Wearable plasmonic paper-based microfluidics for continuous sweat analysis.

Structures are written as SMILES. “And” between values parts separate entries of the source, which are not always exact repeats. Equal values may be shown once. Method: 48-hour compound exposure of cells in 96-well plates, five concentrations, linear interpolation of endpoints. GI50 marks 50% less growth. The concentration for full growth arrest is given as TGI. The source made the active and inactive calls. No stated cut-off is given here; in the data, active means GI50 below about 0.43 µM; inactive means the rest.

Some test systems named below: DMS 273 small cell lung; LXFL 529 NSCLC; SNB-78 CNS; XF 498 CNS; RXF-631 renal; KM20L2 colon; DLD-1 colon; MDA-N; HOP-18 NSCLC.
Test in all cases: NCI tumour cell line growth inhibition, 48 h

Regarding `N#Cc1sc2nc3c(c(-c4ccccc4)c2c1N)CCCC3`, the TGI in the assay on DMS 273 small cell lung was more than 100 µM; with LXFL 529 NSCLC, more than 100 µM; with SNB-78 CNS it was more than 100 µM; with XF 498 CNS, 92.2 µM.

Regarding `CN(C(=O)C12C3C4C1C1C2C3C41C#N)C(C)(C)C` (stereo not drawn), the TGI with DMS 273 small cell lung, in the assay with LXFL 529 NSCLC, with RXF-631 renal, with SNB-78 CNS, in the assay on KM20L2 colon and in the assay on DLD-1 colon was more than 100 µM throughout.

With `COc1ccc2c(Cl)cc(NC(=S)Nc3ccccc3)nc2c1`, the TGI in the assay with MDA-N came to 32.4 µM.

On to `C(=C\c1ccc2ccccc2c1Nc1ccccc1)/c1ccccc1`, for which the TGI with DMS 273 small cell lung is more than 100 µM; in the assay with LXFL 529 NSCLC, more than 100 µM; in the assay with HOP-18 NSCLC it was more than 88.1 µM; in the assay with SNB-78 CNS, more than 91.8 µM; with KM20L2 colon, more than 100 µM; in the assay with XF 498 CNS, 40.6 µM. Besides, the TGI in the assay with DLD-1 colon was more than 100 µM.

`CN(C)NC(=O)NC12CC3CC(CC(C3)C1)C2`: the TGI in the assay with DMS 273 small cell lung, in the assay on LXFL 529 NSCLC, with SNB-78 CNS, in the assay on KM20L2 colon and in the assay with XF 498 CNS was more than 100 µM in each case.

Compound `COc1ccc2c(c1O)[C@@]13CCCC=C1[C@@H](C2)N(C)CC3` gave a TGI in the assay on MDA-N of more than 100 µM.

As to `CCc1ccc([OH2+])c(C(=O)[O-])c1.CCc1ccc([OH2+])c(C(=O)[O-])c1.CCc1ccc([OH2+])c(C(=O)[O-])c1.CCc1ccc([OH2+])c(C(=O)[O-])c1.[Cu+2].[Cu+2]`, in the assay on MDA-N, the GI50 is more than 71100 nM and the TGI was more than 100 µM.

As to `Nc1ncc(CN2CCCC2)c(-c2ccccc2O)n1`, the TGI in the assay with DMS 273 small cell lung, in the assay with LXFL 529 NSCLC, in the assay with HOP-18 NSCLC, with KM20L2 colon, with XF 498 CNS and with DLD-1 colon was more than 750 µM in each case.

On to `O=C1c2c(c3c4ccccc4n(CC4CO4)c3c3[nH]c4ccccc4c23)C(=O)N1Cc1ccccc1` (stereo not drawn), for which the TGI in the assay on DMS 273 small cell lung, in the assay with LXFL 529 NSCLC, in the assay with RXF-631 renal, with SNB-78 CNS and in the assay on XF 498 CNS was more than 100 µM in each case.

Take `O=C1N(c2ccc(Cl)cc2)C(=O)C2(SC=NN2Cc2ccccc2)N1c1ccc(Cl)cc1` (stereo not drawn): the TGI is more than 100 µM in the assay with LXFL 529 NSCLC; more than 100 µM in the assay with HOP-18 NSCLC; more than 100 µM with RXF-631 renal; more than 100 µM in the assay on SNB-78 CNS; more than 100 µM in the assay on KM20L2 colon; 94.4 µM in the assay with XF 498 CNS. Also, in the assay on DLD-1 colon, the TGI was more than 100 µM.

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Wearable sweat sensors have the potential to provide clinically meaningful information associated with the health and disease states of individuals. Current sensors mainly rely on enzymes and antibodies as biorecognition elements to achieve specific quantification of metabolite and stress biomarkers in sweat. However, enzymes and antibodies are prone to degrade over time, compromising the sensor performance. Here, we introduce a wearable plasmonic paper-based microfluidic system for continuous and simultaneous quantitative analysis of sweat loss, sweat rate, and metabolites in sweat. Plasmonic sensors based on label-free surface-enhanced Raman spectroscopy (SERS) can provide chemical "fingerprint" information for analyte identification. We demonstrate the sensitive detection and quantification of uric acid in sweat at physiological and pathological concentrations. The well-defined flow characteristics of paper microfluidic devices enable accurate quantification of sweat loss and sweat rate. The wearable plasmonic device is soft, flexible, and stretchable, which can robustly interface with the skin without inducing chemical or physical irritation.